A fine performance

To his acute embarrassment, the IPKat has only just, and rather belatedly, got round to reviewing the fourth edition of Performers' Rights by Richard Arnold (now Mr Justice Arnold, of the Patents Court for England and Wales). Despite only a four-year gap since the publication of the third edition, this authoritative and comprehensive review of the subject has many new issues to tackle and this task is undertaken with the author's obvious enthusiasm for the subject matter.

A particular joy, purrs the Kat, is the way in which the book not only covers with care every detail of "Part II" of the UK Copyright, Designs and Patents Act 1988 (called, with disarming simplicity, 'Rights in Performances') but also ranges across other related subjects. These include other types of protection from which performers may profit: passing off, privacy, defamation for example. Also discussed are some of the problems arising from performers' contracts. Although he doesn't much like things that bark, the Kat endorses the book's emphasis of the importance of the rule in Barker v Stickney (that an author cannot enforce a right to receive royalties against a third party assignee of a copyright which has been assigned by the author to a publisher and which the publisher then assigns to a third party) and shares the author's surprise that the rule is not better known.

There are a couple of aspects of the book that will not meet with universal approval. The IPKat is well known for his dislike of the reproduction of statutory extracts in an era in which trees are so precious and statutory materials are readily available at no charge on the web. In this case the statutory appendix count is 170 pages, or about 30% of the total. This may well however be the preference of the publisher, who finds it easier to justify a higher price when the book is, er, bigger.

The book also includes six pages of the author's detailed and radical proposals for reform of the present law. As it happens, the Kat disagrees with several of these proposals but their inclusion makes for a more engaging and lively book and is therefore to be welcomed. A further minor niggle is that some complex issues, dealt with carefully in one place in the book, are not always fully cross-referenced. For example, Chapter 5 opens with a good discussion as to whether certain UK exceptions are consistent with European law, but there is no cross-reference to this debate when the specific exceptions concerned (paras 15 and 18 of Schedule 2 CDPA) are discussed later in the same chapter. Someone in a hurry, looking for a specific answer to a specific question, might be caught out by this.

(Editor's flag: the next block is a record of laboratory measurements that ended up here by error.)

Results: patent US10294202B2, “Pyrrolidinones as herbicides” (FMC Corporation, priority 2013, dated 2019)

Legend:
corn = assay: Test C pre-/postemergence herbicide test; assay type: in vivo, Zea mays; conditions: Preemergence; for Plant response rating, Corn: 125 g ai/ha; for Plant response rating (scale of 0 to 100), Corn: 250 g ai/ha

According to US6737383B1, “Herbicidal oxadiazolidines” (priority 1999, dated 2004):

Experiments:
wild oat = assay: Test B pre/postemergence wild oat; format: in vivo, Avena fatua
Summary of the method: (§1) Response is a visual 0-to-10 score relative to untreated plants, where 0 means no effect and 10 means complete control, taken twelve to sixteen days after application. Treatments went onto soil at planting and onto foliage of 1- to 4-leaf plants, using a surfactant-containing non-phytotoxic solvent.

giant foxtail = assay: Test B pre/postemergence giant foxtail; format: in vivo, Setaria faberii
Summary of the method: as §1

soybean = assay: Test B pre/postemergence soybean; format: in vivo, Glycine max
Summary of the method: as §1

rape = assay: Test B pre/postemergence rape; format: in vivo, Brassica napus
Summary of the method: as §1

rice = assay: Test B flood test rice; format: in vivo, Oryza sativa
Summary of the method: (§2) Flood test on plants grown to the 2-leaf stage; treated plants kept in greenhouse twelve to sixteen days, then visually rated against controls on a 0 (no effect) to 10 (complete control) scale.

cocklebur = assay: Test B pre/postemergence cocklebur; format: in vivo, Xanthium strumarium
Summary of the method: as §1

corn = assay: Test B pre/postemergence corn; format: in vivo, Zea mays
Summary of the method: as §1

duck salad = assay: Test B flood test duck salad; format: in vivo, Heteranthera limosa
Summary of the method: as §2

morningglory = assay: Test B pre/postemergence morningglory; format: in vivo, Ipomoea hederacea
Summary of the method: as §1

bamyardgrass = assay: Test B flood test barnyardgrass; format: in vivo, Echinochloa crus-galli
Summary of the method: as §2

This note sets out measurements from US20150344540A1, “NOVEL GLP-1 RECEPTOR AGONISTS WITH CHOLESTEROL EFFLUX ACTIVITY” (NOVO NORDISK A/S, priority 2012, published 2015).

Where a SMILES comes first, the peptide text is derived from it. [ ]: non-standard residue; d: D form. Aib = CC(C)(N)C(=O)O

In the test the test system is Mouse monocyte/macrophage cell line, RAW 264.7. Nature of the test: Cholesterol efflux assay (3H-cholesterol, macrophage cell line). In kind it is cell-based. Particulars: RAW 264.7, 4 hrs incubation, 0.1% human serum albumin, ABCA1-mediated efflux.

Delivering judgment, the Kat rules that this book is an excellent addition to any practitioner's or academic library. It was also stunningly up-to-date, including references to cases decided almost as the book was going to press. Given that at least two of those cases remain subject to ongoing appeal proceedings (Fisher v Brooker, the "Whiter Shade of Pale" case, is awaiting judgement in the House of Lords and Football Association Premier League Limited and others v QC Leisure, the case concerning smartcards for foreign satellite transmissions, is pending before the European Court of Justice), another edition very soon will doubtless be justified. It would be a shame if we are deprived of this by Richard Arnold's promotion to the bench.

Finally, a challenge for IPKat readers: in the book's useful survey of the social and economic position of performers, which provides the background to the evolution of the legal rights of performers, it is asserted that "the first English actor to achieve social prominence was Henry Irving, knighted in 1895." Do readers agree? If tempted, the Kat might make the case for David Garrick, who died a century or so earlier, after suffering a fit or stroke while the guest of Lord Spencer at Althorp, was the first actor to be buried in Poet's Corner at Westminster Abbey and whose grand house on the River Thames at Hampton still survives - although Garrick might be disqualified on the grounds that he was feted as a theatre manager as much as he was as an actor. Any other candidates?

Bibliographic details: Performers' Rights, Richard Arnold, 4th Edition (published 31 December 2008), hardback £175.00. Sweet & Maxwell, ISBN 978-1-84703-787-9. Rupture factor: moderate-to-low. Getting-nicked-off-the-desk by-colleagues factor: dangerously high. Website here.
A fine performance A fine performance Reviewed by Jeremy on Wednesday, July 15, 2009 Rating: 5

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